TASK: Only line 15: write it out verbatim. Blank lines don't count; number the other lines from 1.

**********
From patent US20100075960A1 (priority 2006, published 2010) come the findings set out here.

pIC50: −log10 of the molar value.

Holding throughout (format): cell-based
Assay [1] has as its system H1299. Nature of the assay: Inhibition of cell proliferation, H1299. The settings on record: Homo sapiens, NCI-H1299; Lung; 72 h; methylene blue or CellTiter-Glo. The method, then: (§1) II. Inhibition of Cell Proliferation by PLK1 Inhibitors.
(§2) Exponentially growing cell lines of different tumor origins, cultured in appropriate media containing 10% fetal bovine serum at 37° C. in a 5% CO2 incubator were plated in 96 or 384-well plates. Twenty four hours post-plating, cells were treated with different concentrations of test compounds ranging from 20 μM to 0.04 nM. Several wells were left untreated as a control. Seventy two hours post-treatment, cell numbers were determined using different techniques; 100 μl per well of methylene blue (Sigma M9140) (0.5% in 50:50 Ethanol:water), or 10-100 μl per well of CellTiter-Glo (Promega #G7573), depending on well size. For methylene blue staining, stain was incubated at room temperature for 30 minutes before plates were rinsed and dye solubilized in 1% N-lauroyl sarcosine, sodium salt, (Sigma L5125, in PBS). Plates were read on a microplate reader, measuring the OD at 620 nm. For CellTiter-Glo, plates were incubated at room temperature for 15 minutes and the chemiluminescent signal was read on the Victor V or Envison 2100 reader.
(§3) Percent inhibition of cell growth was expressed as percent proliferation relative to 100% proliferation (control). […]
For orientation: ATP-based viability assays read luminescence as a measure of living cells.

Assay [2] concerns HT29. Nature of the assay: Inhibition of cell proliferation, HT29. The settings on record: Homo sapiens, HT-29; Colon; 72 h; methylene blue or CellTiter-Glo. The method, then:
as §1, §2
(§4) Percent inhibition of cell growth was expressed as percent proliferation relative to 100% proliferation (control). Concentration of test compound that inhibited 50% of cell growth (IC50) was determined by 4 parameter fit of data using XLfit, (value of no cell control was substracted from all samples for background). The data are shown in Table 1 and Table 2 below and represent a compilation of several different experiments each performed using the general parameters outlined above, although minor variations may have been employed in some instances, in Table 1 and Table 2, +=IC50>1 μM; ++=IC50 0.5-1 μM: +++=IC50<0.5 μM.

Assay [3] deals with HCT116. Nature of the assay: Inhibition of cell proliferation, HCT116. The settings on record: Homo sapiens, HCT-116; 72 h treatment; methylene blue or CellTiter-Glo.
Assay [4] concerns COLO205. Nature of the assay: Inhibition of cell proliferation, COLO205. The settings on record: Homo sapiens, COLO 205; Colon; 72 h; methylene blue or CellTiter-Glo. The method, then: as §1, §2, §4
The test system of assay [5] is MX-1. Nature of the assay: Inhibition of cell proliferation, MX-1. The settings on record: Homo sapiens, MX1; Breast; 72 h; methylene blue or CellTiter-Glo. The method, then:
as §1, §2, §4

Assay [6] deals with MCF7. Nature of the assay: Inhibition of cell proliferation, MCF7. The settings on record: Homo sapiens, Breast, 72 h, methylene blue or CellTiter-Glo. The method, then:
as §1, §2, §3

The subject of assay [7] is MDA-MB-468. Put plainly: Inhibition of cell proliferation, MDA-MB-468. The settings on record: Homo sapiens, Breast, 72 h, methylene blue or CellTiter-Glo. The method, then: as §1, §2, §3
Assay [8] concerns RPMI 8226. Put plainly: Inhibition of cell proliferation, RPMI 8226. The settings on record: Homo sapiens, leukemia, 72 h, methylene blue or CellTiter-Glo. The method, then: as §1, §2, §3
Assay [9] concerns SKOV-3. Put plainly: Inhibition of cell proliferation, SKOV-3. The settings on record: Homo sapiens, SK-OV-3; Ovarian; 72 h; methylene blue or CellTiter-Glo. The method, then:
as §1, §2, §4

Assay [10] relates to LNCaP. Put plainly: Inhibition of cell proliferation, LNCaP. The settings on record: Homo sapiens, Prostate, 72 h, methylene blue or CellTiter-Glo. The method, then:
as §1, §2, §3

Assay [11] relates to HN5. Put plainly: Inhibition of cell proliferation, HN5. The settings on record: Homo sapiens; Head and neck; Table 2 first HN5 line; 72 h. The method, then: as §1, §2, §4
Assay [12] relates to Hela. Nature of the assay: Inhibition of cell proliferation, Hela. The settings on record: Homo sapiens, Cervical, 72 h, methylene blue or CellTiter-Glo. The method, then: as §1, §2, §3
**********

Assay [6] deals with MCF7. Nature of the assay: Inhibition of cell proliferation, MCF7. The settings on record: Homo sapiens, Breast, 72 h, methylene blue or CellTiter-Glo. The method, then: